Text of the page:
|Bid||1,170.00 x 1000|
|Ask||1,175.40 x 1800|
|Day's Range||1,146.91 - 1,178.00|
|52 Week Range||921.14 - 1,273.89|
|PE Ratio (TTM)||50.67|
|Forward Dividend & Yield||N/A (N/A)|
|1y Target Est||1,354.00|
Big tech execs will be heading to Capitol Hill for more hearings on privacy later this week - and Apple will stand out. According to Axios, Apple expects to BACK support for federal privacy regulations. Apple going "PG" with its content offerings, canning a show about Dr. Dre's early life because of violence and content of a sexual nature
New devices are coming that will give traditional audio equipment a voice. Amazon recently announced a mess of new Echo devices and among the lot are several small, diminutive add-ons. Sonos has a similar device too.
Last year, Google announced Feed, a personalized news feed that lives under the Google search box in the mobile app. You'll still get the same listing of current topics and upcoming events, but it'll be even more tailored to your interests.
The biggest tech giants are heading to Congress this Wednesday for a hearing focused on consumer data privacy. Yahoo Finance's Seana Smith, Dion Rabouin, and Dan Howley discuss.
Senators are expected to grill executives from Apple, Amazon, Twitter, Google and a slew of other companies during a hearing on Sept. 26. Here's what we want them to ask.
WASHINGTON—Google Chief Executive Sundar Pichai plans to appear at a private meeting of top GOP lawmakers on Friday and again at a public hearing this year, responding to new scrutiny of the company’s work with China, its market power and alleged bias against conservatives in its search results. The move comes amid growing regulatory concerns for the Alphabet Inc. unit and other big internet services such as Facebook Inc. and Twitter Inc., as bipartisan worries grow about the companies’ size and influence, as well as the potential for abuses. “Google has a lot of questions to answer about reports of bias in its search results, violations of user privacy, anticompetitive behavior and business dealings with repressive regimes like China,” said House Majority Leader Kevin McCarthy (R., Calif.), who is organizing Friday’s meeting.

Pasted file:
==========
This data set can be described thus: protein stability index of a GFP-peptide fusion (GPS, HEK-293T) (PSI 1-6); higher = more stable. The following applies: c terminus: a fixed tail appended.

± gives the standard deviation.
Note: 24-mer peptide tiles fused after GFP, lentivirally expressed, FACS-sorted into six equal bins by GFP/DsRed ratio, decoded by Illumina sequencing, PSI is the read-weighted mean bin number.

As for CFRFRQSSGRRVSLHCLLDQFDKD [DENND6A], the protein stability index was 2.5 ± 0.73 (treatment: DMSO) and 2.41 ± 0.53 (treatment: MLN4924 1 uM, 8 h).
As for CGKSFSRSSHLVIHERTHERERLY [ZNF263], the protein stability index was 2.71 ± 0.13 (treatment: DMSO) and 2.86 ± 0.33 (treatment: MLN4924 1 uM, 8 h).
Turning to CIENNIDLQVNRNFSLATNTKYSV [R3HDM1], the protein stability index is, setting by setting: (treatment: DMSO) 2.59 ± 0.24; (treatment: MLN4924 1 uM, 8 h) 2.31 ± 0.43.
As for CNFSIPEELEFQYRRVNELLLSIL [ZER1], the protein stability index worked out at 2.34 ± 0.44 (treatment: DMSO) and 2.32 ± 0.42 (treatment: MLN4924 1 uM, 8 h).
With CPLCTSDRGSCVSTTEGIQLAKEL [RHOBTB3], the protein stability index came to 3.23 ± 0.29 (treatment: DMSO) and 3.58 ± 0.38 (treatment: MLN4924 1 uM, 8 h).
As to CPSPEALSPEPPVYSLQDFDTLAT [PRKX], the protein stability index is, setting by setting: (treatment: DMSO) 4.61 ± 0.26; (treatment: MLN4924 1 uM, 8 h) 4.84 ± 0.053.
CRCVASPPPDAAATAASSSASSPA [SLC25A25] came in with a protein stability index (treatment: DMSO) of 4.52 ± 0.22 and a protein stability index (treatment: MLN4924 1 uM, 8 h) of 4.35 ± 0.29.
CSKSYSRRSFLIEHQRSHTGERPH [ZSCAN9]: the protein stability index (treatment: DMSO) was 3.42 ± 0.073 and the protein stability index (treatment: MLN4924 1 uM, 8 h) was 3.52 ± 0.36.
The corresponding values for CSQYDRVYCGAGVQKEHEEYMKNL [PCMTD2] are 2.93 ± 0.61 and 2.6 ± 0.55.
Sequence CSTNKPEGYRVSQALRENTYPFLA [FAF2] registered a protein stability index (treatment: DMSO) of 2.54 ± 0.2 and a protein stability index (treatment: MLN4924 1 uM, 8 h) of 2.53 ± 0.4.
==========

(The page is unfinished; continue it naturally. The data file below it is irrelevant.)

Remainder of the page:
The following are the top stories in the Financial Times. Reuters has not verified these stories and does not vouch for their accuracy. Headlines Google defends search algorithms against bias claims Tesco ...
Google Chief Executive Officer Sundar Pichai said he will meet with lawmakers on Capitol Hill this week as his company and other internet giants face increasing scrutiny from conservatives who allege that their views are being censored online. "I look forward to meeting with members on both sides of the aisle, answering a wide range of questions, and explaining our approach," Pichai said in a statement Monday. Google denies it makes content decisions based on politics.
The U.S. Justice Department said on Monday it will hold a "listening session" with officials from more than a dozen states on Tuesday to discuss consumer protection and the technology industry, an agency official said. The meeting, first announced on Sept. 5, was called by Attorney General Jeff Sessions to discuss whether social media companies have intentionally stifled "the free exchange of ideas." It followed criticisms by President Donald Trump of social media outlets, alleging unfair treatment of conservatives. Sessions will meet with attorneys general or representatives from California, Louisiana, Missouri, Nebraska, and Texas, among others, said the official, who declined to be named.
Matthew Green, Johns Hopkins University professor, explains why he is concerned about Google's recent update to its Chrome internet browser. He speaks with Bloomberg's Emily Chang and Brad Stone on "Bloomberg ...
In an effort to better reflect its focus on overall health and wellness as consumers ditch fad dieting and opt for healthier lifestyles, Weight Watchers International Inc. (WTW) announced on Monday it is changing its name to WW. Warning! GuruFocus has detected 3 Warning Signs with WTW.
Sep.24 -- Matthew Green, Johns Hopkins University professor, explains why he is concerned about Google's recent update to its Chrome internet browser. He speaks with Bloomberg's Emily Chang and Brad Stone on "Bloomberg Technology."